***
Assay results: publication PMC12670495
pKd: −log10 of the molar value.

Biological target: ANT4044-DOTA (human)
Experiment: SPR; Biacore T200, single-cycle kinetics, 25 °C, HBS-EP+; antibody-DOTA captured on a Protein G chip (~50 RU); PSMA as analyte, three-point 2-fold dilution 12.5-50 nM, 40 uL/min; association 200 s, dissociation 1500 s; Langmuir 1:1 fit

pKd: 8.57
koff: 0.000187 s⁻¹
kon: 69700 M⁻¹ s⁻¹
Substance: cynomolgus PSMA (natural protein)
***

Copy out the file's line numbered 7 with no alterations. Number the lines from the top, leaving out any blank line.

kon: 69700 M⁻¹ s⁻¹